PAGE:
GHDI logo

Wilhelm II, "True Art" (1901)

This speech on “true art” evinces the social and cultural conservatism of Wilhelm II (1859-1941). As German emperor and public figure, Wilhelm never hesitated to make his opinions known. The 1901 unveiling of the last monument on Berlin's Siegesallee provided him with a welcome opportunity to criticize new developments in art. Wilhelm regarded art as a natural “law” that adhered to immutable standards of beauty, the antecedents of which were found in antiquity and the Renaissance. In keeping with the sentiment of the time, he saw art as an edifying and pedagogical tool to be used to improve society. However, his disapproval of artistic innovation – as seen in movements such as French Impressionism and Social Realism – shows that he favored an art that encouraged tradition (and one particular view of tradition) rather than experimentation.

print version     return to document list last document in previous chapter      next document

page 1 of 3

[ . . . ] the thought fills me with pride and happiness today that Berlin stands before all the world with artists who are able to produce something of such magnificence. It shows that the Berlin school of sculpture is at a level which even the Renaissance could not possibly have surpassed. And I think all of you will humbly agree that the working example of Reinhold Begas and his conception – based, as it is, on a knowledge of antiquity – served for many of you as a guiding light in solving the great task before you.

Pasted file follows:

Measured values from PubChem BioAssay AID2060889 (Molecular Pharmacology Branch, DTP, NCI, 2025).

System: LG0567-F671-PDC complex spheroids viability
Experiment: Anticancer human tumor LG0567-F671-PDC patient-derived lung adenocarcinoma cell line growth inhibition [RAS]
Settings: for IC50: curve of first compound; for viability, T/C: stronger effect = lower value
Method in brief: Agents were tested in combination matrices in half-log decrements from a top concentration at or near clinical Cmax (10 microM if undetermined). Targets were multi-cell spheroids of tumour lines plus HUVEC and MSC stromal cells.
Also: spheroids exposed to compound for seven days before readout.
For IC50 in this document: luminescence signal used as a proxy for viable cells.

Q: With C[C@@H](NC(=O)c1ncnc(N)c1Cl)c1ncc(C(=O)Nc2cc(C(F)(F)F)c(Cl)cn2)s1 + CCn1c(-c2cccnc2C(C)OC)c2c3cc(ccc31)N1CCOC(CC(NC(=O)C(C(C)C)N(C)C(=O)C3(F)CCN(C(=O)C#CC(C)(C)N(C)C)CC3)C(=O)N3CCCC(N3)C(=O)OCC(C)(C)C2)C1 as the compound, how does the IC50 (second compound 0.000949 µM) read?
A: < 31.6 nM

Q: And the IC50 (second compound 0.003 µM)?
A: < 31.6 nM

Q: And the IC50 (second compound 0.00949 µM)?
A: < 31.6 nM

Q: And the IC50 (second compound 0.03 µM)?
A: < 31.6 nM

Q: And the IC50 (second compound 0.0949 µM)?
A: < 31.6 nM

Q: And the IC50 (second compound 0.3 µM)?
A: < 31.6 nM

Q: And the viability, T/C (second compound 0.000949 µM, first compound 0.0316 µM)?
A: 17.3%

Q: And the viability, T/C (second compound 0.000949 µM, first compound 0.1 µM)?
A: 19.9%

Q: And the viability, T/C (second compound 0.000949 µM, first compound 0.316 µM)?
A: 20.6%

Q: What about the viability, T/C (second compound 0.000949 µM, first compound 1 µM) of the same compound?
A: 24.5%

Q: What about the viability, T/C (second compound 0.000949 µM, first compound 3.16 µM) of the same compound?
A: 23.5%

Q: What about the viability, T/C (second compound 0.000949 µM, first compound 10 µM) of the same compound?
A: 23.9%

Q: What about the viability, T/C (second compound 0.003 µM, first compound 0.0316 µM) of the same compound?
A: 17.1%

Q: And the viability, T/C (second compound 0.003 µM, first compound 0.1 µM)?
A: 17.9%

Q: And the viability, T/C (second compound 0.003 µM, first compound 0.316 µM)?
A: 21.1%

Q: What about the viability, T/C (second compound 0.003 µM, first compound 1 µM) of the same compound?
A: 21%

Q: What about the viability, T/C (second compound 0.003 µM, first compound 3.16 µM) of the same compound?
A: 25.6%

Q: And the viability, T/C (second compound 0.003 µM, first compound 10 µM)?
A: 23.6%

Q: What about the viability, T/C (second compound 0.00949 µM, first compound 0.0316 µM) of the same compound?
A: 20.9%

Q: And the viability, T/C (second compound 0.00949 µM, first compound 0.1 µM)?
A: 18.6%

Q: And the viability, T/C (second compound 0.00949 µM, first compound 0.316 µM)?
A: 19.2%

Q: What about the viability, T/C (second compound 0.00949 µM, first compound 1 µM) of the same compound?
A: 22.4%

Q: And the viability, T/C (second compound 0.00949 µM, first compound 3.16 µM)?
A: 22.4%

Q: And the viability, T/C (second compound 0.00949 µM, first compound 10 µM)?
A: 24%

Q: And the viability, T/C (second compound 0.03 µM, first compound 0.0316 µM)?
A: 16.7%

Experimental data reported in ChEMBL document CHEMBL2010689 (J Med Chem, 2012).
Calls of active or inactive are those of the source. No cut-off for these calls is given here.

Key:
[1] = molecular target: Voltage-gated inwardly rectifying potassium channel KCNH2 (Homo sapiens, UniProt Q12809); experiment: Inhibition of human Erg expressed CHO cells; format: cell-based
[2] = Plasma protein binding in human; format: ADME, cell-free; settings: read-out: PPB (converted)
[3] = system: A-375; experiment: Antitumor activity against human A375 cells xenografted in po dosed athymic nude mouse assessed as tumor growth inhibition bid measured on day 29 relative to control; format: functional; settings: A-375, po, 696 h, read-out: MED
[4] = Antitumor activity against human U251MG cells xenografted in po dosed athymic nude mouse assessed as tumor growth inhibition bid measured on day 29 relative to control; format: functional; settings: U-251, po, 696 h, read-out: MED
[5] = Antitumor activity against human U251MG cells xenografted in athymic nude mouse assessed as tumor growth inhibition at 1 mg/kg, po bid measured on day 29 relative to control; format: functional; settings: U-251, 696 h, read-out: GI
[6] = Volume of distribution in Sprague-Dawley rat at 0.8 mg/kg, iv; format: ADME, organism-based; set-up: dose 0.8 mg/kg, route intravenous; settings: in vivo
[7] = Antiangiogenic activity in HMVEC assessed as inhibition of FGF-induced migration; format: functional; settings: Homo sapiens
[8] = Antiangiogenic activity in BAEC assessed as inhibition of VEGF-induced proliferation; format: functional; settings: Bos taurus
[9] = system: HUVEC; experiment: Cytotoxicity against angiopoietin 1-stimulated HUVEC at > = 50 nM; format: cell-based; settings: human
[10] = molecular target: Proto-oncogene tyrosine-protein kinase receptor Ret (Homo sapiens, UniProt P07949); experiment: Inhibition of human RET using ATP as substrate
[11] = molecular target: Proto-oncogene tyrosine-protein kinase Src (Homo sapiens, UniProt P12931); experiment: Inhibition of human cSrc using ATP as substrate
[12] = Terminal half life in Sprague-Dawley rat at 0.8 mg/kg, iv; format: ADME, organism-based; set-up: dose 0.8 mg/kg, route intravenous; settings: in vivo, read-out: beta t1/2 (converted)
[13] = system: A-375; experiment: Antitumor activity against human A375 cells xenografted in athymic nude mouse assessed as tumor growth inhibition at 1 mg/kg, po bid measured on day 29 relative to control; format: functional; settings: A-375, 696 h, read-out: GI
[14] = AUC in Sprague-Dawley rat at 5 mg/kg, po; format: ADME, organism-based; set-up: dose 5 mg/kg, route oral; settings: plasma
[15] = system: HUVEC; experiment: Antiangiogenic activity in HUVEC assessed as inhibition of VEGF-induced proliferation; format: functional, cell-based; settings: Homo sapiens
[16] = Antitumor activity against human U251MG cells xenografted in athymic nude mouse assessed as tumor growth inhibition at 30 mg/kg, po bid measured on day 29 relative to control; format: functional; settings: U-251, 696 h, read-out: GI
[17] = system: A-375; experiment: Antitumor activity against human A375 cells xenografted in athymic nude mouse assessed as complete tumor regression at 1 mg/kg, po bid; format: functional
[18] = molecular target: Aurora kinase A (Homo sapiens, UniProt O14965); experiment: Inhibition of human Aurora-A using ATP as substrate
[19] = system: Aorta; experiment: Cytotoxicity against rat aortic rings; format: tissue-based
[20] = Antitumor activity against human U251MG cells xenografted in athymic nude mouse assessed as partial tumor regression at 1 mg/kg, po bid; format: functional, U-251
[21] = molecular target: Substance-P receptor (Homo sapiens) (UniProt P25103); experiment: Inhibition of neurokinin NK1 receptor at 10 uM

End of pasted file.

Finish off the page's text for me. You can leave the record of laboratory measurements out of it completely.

Here, one could also draw a parallel between our age and the great artistic accomplishments of the Middle Ages and the Italians, for those works were likewise commissioned by the sovereign and art-loving ruler, who also chose the master artists. The master, in turn, attracted young followers from whose ranks certain schools then developed.

Now, gentlemen, the Pergamon Museum also opened at the very same time today in Berlin. I also view this as an important chapter in the history of art and as a good omen and a fortuitous coincidence. What presents itself to the awestruck public in those rooms is of such bounteous beauty as to surpass the imagination.

How does art fair in general in the world? It takes its examples [and] creates from the great wellspring of mother nature, and this wellspring, that is to say, mother nature, despite her tremendous, apparently unbounded, infinite freedom, nevertheless functions according to the eternal laws that the Creator Himself has imposed and which can never be surpassed or violated without endangering world progress.

So it goes with art. At the very sight of the glorious vestiges of the classical age one is overcome by the feeling that here reigns an eternal, ever steady law, the law of beauty and harmony, [the law] of aesthetics. This law was made manifest by the ancients in such a surprising and magnificent manner, in such perfect form, that we – with all our modern sensibilities and all of our technical ability – still say of an especially worthy achievement: “That is almost as good as 1900 years ago.”

first page < previous   |   next > last page